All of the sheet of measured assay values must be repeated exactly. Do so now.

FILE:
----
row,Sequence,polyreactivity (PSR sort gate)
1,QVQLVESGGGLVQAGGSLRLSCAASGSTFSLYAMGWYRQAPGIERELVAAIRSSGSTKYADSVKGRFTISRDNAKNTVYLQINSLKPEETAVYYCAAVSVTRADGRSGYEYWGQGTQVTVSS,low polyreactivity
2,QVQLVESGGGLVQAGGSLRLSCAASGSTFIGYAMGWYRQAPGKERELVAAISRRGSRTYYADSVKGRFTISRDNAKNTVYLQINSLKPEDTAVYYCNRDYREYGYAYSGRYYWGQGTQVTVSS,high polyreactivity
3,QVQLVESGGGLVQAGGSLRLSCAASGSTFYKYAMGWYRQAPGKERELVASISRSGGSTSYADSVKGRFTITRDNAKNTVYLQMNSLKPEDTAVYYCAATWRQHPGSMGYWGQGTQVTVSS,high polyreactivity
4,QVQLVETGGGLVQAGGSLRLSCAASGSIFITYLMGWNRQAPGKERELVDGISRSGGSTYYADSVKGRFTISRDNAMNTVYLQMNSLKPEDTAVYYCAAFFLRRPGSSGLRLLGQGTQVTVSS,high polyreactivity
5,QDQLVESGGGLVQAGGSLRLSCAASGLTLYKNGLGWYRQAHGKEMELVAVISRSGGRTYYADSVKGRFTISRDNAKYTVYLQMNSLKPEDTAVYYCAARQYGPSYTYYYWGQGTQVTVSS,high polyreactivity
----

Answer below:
row,Sequence,polyreactivity (PSR sort gate)
1,QVQLVESGGGLVQAGGSLRLSCAASGSTFSLYAMGWYRQAPGIERELVAAIRSSGSTKYADSVKGRFTISRDNAKNTVYLQINSLKPEETAVYYCAAVSVTRADGRSGYEYWGQGTQVTVSS,low polyreactivity
2,QVQLVESGGGLVQAGGSLRLSCAASGSTFIGYAMGWYRQAPGKERELVAAISRRGSRTYYADSVKGRFTISRDNAKNTVYLQINSLKPEDTAVYYCNRDYREYGYAYSGRYYWGQGTQVTVSS,high polyreactivity
3,QVQLVESGGGLVQAGGSLRLSCAASGSTFYKYAMGWYRQAPGKERELVASISRSGGSTSYADSVKGRFTITRDNAKNTVYLQMNSLKPEDTAVYYCAATWRQHPGSMGYWGQGTQVTVSS,high polyreactivity
4,QVQLVETGGGLVQAGGSLRLSCAASGSIFITYLMGWNRQAPGKERELVDGISRSGGSTYYADSVKGRFTISRDNAMNTVYLQMNSLKPEDTAVYYCAAFFLRRPGSSGLRLLGQGTQVTVSS,high polyreactivity
5,QDQLVESGGGLVQAGGSLRLSCAASGLTLYKNGLGWYRQAHGKEMELVAVISRSGGRTYYADSVKGRFTISRDNAKYTVYLQMNSLKPEDTAVYYCAARQYGPSYTYYYWGQGTQVTVSS,high polyreactivity